In last month's edition of MPi LIFE we ran a competition giving away five double passes to the Australian Tattoo and Body Art Expo, and guess what?
In last month’s edition of MPi LIFE we ran a competition giving away five double passes to the Australian Tattoo and Body Art Expo, and guess what? We received a record number of entries (and congratulations to the lucky five winners)! But, what this massive response shows, it that tattoos and getting inked is a popular issue for you (our readers).
In fact, body art and piercing is becoming more popular than ever it seems. However, I think an important question surrounding getting inked, is will it have a negative effect on your job chances?
A recent article posted on HC Online, Are you thinking of the ink? Tattoos impacting hires, found that public perceptions of tattoos mean that (despite how we personally feel about our own ink) many recruiters and managers will turn down candidates with visible tattoos. The article goes on to say:
While not all managers expressed a disdain for tattoos, some claimed they would “think twice” about hiring an inked candidate due to public perception damaging their corporate image, Management Issues reported.
“Hiring managers realise that, ultimately, it does not matter what they think of tattoos. What really matters, instead, is how customers might perceive employees with visible tattoos,” Dr Andrew Timming of St Andrew’s University School of Management, said.
As previously reported by HC, Air NZ came under fire for refusing to hire a woman based on her ta moko – a traditional Maori tattoo.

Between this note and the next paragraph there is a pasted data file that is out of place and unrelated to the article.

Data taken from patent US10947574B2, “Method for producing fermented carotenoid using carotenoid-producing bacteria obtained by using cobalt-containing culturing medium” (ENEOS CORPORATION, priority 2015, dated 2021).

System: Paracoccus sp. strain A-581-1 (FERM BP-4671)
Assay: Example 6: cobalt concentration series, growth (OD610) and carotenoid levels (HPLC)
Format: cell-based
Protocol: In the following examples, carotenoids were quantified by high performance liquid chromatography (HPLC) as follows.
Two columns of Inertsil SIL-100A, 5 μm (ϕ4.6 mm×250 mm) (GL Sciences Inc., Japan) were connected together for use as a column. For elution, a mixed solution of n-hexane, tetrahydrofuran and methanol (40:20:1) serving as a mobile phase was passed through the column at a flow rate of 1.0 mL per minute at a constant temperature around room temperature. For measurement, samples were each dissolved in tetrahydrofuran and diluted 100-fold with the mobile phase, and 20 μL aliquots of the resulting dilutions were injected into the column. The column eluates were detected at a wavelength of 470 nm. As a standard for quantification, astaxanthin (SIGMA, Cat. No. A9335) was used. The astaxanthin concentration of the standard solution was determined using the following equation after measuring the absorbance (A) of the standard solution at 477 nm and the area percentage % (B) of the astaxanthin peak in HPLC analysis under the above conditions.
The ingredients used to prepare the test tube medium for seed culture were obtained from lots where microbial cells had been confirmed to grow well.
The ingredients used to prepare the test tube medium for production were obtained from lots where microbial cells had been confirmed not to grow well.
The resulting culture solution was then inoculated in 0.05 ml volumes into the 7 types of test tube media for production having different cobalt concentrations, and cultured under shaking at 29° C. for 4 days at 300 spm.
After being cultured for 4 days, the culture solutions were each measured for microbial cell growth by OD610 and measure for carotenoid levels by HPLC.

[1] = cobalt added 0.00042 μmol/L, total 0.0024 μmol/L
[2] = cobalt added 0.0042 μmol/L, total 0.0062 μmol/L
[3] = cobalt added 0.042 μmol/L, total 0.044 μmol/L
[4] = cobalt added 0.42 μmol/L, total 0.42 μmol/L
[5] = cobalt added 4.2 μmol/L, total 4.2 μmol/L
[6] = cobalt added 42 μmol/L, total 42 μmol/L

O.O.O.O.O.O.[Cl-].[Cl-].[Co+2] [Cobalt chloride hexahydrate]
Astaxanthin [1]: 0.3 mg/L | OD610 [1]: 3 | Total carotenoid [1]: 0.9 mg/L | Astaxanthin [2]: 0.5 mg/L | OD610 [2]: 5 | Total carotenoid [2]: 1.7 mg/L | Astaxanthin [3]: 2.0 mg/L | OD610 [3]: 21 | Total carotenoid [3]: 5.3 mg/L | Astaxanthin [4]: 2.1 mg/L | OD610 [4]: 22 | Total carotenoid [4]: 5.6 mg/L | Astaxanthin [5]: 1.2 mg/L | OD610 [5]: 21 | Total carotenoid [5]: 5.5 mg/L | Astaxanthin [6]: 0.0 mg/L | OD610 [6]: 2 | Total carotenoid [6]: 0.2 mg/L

Many of the respondents felt that customers and the general public may view tattooed workers as untidy or ‘repugnant’. The negative stereotypes that still persist paint tattooed individuals as criminals, despite their popularity in a plethora of subcultures and broader society.
In some cases, respondents acknowledged only certain tattoos would trigger concern – such as those associated with a criminal past (spider-webs or tear drops), sexual or violent imagery, or racist insignia such as swastikas.
Tamer tattoos such as flowers or butterflies raised less concern, and those easily concealed were not seen as an issue.
However, some respondents saw tattoos as a positive. An HR manager for a prison said that tattooed guards provided “something to talk about”, and allowed guards to form a connection with prisoners.
Additionally, tattoo stigma appears to be fading. The research suggests Intolerance against those with tattoos is most common in the older generations, and with tattoos increasing amongst younger people, they are likely to be further accepted in the future.
Do you think having tattoos reduces your job chances? Have you ever been turned down by a potential employer because of your tattoos? Is the mining industry more accepting of tattoos than other industries? We would love to hear your thoughts on this… comment below!
The MPi Team
This article was contributed by the MPi Team. Any comments or feedback on this blog can be sent to firstname.lastname@example.org.
Disclaimer: The views and opinions of authors expressed do not necessarily state or reflect those of Mining People International. This content does not represent personal advice and you should in all cases seek professional advice and counselling tailored to your individual circumstances.